Re: Related projects and version control

  • On 27/09/2007, at 1:30 AM, Jack Repenning wrote:

    > On Sep 24, 2007, at 7:49 PM, Loukas Kalenderidis wrote:
    >> D2 wants to use the current STABLE version of Engine1 when they
    >> build App2, rather than the version that's currently in
    >> development. Pretty common version control problem I guess. So say
    >> we have all of these projects in SCM.. how would you guys go about
    >> setting it all up?
    > You don't mention which version control system you're likely to
    > use, so providing an answer is slightly more complicated (because
    > they use somewhat different terms).  But the basic approach is: you
    > make "tag" or "label" in your version control system for the STABLE
    > version of each component, and you check that out, rather than the
    > trunk or HEAD version.  Since your working copy is based on that
    > label or tag, you don't see changes being made to the trunk: even
    > if you do update the working copy, you only get the versions with
    > your tag/label.
    > When, as happens sooner or later, you want to change to a different
    > version (say, there's a newly released STABLE), you need to switch
    > your working copy to the new version.  Again, the concept is pretty
    > much the same in any VC, but the terms are different.  In
    > Subversion, you would use the "svn switch" command; in CVS, you do
    > an update specifying the new tag.
    >> Would you check out a copy of Engine1, put it in the project
    >> folder with App1 and make it a dependancy?
    >> Drop copies of the built frameworks into App1 project folder and
    >> link against/copy those?
    >> Something else?
    > It's not necessary to put the Engine1 check-out into the same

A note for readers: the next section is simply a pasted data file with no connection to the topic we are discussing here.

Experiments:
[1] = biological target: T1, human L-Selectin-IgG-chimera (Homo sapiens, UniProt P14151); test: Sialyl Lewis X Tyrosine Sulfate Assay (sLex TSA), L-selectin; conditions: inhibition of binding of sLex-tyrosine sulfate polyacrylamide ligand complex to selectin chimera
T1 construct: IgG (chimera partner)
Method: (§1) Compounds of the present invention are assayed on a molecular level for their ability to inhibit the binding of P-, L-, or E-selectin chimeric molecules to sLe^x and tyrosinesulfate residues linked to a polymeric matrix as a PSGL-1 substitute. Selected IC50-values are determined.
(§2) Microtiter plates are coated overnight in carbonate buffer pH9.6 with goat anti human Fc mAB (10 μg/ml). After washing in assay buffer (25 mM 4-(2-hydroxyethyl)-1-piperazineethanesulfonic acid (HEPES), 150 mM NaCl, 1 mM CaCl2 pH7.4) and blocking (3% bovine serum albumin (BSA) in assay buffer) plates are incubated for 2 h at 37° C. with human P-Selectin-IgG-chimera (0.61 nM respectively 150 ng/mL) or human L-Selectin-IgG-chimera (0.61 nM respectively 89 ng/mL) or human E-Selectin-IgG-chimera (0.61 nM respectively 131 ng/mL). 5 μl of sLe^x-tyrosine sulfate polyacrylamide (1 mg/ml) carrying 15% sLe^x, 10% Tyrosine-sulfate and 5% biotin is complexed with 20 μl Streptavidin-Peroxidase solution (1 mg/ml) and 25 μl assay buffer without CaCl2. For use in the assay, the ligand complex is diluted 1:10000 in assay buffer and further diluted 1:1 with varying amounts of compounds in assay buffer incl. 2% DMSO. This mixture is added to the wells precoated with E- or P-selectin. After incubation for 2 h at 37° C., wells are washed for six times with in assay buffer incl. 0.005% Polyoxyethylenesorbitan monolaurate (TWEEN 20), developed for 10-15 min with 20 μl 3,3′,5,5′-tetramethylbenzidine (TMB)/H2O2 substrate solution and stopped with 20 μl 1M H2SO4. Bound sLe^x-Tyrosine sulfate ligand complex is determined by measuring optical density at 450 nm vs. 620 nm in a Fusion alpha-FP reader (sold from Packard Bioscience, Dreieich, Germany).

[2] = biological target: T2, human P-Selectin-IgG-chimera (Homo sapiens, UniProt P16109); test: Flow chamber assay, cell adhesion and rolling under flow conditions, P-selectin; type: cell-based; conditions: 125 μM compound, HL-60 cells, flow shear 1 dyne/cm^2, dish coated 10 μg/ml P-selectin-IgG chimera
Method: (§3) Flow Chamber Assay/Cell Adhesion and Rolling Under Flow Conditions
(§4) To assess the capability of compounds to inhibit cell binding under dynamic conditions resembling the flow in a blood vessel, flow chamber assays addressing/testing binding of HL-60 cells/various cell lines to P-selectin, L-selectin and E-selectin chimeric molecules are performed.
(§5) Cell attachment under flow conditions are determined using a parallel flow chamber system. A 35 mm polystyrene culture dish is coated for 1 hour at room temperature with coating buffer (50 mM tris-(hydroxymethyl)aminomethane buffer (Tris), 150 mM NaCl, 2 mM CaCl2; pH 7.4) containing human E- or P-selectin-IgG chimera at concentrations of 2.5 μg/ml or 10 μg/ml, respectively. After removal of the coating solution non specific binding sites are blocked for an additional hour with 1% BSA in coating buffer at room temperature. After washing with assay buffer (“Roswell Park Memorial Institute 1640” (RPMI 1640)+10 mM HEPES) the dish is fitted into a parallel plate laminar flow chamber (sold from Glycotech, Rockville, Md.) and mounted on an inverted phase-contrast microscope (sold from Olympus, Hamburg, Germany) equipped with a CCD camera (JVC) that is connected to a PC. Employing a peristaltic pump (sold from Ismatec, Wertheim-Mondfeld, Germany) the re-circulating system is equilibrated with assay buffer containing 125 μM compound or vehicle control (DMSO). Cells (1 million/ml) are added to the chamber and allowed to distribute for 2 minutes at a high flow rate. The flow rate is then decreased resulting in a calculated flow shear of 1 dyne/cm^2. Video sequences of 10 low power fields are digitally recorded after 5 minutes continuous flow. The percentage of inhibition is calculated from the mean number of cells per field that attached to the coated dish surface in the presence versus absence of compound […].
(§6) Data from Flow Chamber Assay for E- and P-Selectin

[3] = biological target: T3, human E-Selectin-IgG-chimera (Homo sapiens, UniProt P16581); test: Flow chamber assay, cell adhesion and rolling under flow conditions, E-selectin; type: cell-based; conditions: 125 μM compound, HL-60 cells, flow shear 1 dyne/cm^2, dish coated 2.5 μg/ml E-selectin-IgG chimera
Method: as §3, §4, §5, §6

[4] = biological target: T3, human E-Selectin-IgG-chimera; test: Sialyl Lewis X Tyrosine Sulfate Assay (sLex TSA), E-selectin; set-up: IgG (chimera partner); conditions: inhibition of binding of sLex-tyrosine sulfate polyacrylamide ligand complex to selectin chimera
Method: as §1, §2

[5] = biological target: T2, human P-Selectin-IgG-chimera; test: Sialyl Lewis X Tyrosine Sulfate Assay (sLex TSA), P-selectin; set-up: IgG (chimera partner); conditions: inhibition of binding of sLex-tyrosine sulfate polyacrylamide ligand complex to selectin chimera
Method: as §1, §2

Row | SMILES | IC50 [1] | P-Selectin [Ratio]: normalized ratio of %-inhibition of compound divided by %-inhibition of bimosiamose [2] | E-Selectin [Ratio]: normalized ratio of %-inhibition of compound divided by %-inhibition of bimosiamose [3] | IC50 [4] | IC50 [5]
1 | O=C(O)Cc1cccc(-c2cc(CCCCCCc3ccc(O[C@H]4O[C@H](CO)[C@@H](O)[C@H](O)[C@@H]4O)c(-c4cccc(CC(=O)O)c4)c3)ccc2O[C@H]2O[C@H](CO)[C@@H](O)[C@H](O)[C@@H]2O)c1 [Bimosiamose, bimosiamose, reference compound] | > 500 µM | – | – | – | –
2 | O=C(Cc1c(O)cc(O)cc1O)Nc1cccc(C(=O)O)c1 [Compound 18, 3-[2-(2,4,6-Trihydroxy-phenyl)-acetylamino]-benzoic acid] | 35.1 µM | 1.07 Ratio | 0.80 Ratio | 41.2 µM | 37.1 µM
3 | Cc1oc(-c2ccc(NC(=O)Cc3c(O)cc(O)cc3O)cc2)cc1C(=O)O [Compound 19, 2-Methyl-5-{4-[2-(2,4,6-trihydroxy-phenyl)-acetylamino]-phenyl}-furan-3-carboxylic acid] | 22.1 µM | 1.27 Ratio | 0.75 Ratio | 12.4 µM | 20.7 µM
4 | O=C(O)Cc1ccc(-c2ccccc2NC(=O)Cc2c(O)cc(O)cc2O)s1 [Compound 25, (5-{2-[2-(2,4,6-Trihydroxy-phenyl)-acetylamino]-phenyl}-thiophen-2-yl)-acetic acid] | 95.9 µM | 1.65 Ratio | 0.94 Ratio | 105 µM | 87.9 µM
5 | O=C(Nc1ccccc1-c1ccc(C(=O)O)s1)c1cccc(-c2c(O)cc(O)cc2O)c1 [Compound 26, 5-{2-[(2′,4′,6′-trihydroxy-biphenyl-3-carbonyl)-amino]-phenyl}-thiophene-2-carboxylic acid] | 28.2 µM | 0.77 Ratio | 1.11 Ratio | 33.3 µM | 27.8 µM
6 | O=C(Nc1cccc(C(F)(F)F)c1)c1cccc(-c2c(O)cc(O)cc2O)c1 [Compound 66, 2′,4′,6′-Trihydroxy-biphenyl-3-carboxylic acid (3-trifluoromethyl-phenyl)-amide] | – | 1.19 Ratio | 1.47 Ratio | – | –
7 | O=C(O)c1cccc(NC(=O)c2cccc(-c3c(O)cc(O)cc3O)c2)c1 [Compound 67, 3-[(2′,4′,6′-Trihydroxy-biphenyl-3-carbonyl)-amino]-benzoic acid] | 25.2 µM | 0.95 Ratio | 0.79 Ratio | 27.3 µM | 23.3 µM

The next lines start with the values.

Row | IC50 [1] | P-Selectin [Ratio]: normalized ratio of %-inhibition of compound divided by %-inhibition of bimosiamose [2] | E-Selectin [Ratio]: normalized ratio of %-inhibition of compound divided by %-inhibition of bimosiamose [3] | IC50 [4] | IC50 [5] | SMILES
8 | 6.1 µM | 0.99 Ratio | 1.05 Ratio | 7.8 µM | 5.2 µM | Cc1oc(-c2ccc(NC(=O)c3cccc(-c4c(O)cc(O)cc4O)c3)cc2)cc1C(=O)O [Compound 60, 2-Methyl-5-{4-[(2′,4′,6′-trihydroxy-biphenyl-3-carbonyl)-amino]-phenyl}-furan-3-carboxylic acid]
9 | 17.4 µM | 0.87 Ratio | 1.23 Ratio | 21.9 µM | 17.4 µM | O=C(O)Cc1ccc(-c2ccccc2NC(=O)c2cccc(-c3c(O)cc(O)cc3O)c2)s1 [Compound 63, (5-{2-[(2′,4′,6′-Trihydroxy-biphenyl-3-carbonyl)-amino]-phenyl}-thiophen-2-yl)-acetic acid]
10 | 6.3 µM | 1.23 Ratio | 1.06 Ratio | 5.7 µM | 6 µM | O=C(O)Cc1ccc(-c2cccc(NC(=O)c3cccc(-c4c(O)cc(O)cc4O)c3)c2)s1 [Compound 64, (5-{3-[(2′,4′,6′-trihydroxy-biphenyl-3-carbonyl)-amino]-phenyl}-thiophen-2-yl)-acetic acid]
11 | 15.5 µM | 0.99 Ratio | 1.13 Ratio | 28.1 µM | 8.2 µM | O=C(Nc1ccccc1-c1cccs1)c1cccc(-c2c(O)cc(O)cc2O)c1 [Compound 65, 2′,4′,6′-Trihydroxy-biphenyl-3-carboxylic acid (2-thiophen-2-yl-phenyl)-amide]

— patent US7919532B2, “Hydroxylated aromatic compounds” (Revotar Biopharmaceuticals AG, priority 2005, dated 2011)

> project folder.  The essential step is to open an Xcode window onto
    > Engine1, and a second Xcode window onto App1, and drag the Engine1
    > project object from its own window into the App1 window.  This
    > makes it available for ordinary Xcode gestures, such as dropping it
    > into some particular target within App1 to indicate which part
    > depends on the engine.
    > Your VC system may provide more direct approaches.  For example, in
    > Subversion, there's a thing called "svn:externals", that allows you
    > to create a directory in App1 that automatically contains a
    > specified version of Engine1.  Any time you check out App1, you
    > also get Engine1 automatically.  This might suit your needs as
    > you've described them, but people often find that svn:externals is
    > less flexible than they'd like -- for example, if you and I are
    > both working the same project, and your App1 wants the STABLE
    > Engine1 while I want some new experimental one, svn:externals is
    > going to try to make us both use the same one.  If you're feeling
    > adventurous (and, of course, using Subversion!), you might read up
    > on this in the Subversion book, and think through all your needs to
    > see if it's a good fit.

    Thanks for your comments Jack. I would be using Subversion, and I've
    used CVS a lot in the past so I know what you're on about :)

    Really what I meant by putting the Engine1 project in the same
    project folder was, would you have a checked out copy of Engine1 for
    each application that was dependent on it? Or rather link each
    project to a shared copy of Engine1?

    It's all beginning to fall together in my head a bit more now that
    I'm thinking about the problem more in terms of version control than
    how to link the projects together.

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